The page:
Review: Someone Great
In more breaking news re: Netflix-knows-me-better-than-I-know-myself/Is-slowly-plotting-to-take-over-my-life, I have another favorite Netflix Original and it’s called Someone Great.
LADIES – this is a feel it, laugh about it, totally relate to it, modern story about girl power – and somewhere the Spice Girls just shed a sparkly tear.
(Slight spoilers to follow, but they are minor. Super minor! I promise.)
Ok, so here’s the setup: Someone Great is primarily about a woman named Jenny, who’s 29 years old and is a career-minded superstar. She’s known she wants to be a journalist since her sophomore year of college, and she’s great at it, and she’s taken all the steps she needs to in order to completely deserve the dream job that she was just offered at Rolling Stone. However, Jenny lives in NYC, and so does her boyfriend (Nate) of nine years, and so do her two best friends (of even more than nine years). And this dream job? It’s in San Francisco.
But no big deal – Jenny is gonna take it! Because – in case you missed it when I said it the first time – IT’S HER DREAM JOB! And her two best friends are super supportive. But Nate is not.
Nate dumps her. (Huge, massive eye roll.)
Before I dive into the things I enjoyed about this movie, I want to call out one more thing: Jenny is played by Gina Rodriguez a.k.a. Jane the Virgin, and I am OBSESSED because Jenny IS NOT Jane the Virgin. At all. AT-FREAKING-ALL. *Snaps for Gina.*
Ok! So here’s why I think you should watch:
This is undoubtedly a story about female friendship at its finest – no backstabbing, no cattiness, no girlfriends standing on the sideline, cheering on the female lead as some man decides she’s The One. Jenny has two best friends – Erin (DeWanda Wise) and Blair (Brittany Snow) – and they just really, really love each other. And support each other. To the point where Nate and the breakup is pretty much just background boy noise, and I like it.
This is a small point, but one that I think is worth mentioning: I really appreciated the way that this was cast. Usually, girls who look like Brittany Snow get the lead in a movie like this, and girls who look like DeWanda and Gina are the funny supporting cast, and a guy who looks like no-one-who-was-even-in-this-movie gets to be the ex. But NOPE. Not today. Netflix is about that real-world-casting and I’m all the way here for it.
Lizzo. Selena. Need I say more?
These girls put me to shame even when I was in my partying prime. If I did 20% of what they did in one day, I would have been curled in a happy little ball in my bed before 4pm. But they are basically 30 (like me!) and live in NYC (like me!) and their stamina is nothing short of inspirational.
Jenny loved Nate. More than she’s loved any other man. For nine years. And now she’s 29 years old. And he dumped her because long distance doesn’t sound great. And that’s not to say he didn’t love her, too. He loved her a lot. He said ‘I love you’ first! And all the flashbacks we get to see between the two of them shows us that what both of them were feeling was definitely really real. So there’s a part of you, while you’re watching this movie, especially if you’re a woman, that feels how devastating this has to be for Jenny. To be that in love. And to give someone those many years. And for him to not want to try when she would have. But here is the thing: Jenny would have had to make herself smaller in order to make that relationship work. The bigness of her dreams, and her talents, and her ambitions didn’t fit within the confines of that relationship; she would have had to be a version of herself that he needed, versus the full reality of who she is. And she’s choosing not to shrink herself.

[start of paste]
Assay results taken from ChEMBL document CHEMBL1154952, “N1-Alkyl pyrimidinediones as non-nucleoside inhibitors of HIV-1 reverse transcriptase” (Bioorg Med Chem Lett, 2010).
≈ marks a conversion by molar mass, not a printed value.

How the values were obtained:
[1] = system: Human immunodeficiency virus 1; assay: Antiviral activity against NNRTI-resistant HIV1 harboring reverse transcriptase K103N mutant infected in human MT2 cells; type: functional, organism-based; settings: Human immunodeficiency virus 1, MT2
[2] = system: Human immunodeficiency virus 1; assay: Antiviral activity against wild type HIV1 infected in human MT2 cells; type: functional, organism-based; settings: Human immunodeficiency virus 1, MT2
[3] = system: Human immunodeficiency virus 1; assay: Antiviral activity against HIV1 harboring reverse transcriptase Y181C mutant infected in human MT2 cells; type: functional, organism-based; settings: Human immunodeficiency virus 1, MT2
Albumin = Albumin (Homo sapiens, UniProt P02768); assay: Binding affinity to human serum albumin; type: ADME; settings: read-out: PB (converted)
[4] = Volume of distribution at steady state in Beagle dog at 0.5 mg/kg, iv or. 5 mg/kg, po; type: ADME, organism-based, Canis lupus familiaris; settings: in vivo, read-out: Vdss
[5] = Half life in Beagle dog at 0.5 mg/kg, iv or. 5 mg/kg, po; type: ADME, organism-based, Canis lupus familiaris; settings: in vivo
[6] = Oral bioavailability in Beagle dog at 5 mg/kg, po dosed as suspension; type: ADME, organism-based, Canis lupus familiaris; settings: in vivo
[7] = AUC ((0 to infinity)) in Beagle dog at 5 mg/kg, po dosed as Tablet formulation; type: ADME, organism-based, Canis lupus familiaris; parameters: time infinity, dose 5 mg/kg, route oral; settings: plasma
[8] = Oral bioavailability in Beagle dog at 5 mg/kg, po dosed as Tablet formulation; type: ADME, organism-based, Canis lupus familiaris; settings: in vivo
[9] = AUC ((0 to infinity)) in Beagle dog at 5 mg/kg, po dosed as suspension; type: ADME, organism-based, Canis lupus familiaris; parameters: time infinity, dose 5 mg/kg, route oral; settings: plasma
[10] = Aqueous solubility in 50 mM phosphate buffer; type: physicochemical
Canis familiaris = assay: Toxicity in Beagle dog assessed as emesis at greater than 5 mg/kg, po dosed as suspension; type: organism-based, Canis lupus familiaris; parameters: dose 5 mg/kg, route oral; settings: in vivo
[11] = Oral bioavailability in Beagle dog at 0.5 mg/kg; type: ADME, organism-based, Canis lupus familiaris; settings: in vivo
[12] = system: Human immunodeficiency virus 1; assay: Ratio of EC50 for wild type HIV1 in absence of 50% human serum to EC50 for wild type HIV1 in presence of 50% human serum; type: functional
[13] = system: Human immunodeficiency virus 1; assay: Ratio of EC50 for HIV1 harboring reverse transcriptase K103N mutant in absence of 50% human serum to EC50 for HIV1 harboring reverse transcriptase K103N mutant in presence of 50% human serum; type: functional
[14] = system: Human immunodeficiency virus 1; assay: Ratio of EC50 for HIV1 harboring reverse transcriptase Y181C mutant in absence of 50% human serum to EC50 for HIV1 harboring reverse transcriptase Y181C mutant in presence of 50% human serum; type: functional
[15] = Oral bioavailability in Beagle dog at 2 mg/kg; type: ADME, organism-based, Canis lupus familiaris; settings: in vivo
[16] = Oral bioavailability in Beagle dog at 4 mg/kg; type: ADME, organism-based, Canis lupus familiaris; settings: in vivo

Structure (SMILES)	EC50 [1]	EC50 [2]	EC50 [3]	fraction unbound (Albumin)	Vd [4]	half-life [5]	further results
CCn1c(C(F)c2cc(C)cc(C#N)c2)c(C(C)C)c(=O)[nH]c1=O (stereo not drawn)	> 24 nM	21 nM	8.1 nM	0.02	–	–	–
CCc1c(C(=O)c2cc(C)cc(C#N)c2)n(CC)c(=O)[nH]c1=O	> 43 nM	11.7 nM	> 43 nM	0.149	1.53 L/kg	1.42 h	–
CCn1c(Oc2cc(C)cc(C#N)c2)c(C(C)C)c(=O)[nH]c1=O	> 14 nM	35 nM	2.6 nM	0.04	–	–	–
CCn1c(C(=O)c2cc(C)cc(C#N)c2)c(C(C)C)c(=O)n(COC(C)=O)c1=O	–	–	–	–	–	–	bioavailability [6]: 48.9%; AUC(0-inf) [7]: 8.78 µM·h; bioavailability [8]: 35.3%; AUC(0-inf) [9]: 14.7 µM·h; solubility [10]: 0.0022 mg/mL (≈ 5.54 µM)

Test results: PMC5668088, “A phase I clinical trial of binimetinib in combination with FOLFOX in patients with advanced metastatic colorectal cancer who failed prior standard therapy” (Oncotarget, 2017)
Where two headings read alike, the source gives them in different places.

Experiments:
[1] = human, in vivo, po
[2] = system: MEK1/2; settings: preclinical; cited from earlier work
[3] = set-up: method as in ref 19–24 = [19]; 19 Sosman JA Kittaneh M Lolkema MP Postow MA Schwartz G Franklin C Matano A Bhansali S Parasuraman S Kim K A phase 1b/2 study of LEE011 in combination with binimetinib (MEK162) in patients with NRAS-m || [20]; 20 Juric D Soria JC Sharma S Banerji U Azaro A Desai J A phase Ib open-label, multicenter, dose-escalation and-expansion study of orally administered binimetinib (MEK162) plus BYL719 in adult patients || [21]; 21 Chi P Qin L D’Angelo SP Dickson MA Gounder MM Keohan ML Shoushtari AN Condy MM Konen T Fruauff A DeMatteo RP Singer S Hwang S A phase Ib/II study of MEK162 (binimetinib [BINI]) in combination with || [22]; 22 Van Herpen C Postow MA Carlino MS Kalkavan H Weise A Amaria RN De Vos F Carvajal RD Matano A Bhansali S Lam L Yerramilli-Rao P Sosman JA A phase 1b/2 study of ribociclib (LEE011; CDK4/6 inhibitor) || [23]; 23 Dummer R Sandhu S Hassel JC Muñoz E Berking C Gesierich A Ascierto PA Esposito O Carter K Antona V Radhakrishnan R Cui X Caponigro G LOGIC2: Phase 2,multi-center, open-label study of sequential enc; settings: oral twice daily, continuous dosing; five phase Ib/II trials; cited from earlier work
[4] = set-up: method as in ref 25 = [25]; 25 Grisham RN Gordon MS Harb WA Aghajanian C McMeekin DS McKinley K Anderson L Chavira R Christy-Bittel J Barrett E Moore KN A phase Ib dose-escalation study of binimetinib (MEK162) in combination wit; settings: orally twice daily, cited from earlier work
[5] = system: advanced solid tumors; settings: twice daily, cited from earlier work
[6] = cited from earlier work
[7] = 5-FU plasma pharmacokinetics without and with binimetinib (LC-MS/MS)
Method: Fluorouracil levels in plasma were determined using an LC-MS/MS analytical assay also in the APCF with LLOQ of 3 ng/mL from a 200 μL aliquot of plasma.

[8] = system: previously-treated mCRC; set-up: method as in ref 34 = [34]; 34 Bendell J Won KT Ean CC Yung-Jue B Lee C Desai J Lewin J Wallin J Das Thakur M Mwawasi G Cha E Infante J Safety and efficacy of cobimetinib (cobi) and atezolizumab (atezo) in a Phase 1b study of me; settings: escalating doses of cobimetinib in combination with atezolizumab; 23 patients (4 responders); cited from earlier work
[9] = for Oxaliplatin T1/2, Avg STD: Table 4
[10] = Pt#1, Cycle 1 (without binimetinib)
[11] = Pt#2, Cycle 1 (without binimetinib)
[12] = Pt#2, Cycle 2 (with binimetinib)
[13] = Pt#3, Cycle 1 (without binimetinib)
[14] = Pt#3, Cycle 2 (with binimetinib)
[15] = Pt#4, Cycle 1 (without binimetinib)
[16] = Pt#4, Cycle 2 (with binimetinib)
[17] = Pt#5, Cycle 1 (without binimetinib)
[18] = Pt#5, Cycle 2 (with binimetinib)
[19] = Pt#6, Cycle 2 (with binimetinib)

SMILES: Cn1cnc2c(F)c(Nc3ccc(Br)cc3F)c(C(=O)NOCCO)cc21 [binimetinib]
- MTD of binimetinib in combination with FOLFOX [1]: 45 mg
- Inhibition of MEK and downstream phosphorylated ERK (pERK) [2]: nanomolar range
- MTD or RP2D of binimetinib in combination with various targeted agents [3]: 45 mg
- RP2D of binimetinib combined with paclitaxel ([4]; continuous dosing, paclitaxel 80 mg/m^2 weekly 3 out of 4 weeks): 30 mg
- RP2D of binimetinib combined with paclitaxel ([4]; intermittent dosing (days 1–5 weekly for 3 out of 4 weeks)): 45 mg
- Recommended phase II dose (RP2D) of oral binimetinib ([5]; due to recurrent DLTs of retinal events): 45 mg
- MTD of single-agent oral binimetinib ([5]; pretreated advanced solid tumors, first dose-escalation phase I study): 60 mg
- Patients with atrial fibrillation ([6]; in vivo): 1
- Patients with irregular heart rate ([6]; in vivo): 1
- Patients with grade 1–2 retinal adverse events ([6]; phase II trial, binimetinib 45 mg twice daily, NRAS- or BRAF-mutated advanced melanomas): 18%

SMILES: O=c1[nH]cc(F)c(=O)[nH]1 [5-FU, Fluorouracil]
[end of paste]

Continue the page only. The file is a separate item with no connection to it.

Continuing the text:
I thought this was so pretty that I pressed rewind and recorded it on my cell phone so I could retype it here now. HA. I wish I was joking. But this is something that Jenny writes in her notebook about Nate, as she starts making all those inspirational realizations:
Do you think I can have one more kiss? I’ll find closure on your lips and then I’ll go.
Maybe also one more breakfast, one more lunch, and one more dinner – I’ll be full, and happy, and we can part.
But in between meals, maybe we can lie down one more time; one more prolonged moment where time suspends indefinitely as I rest my head on your chest.
My hope is that if we add up the “one mores” they will equal a lifetime, and I will never have to get to the part where I let you go.
But that’s not real, is it? There are no more “one mores.“
I met you when everything was new and exciting and the possibilities of the world seemed endless.
And they still are. For you, for me. But not for us.
Somewhere between then and now, here and there, I guess we didn’t just grow apart – we grew up.
When something breaks, if the pieces are large enough, you can fix it. Unfortunately, sometimes things don’t break – they shatter.
But when you let the light in, shattered glass will glitter.
And, in those moments, when the pieces of what we were catch the sun, I’ll remember just how beautiful it was; just how beautiful it will always be.
Because it was us. And we were magic.
Until Netflix gives me my next recommendation…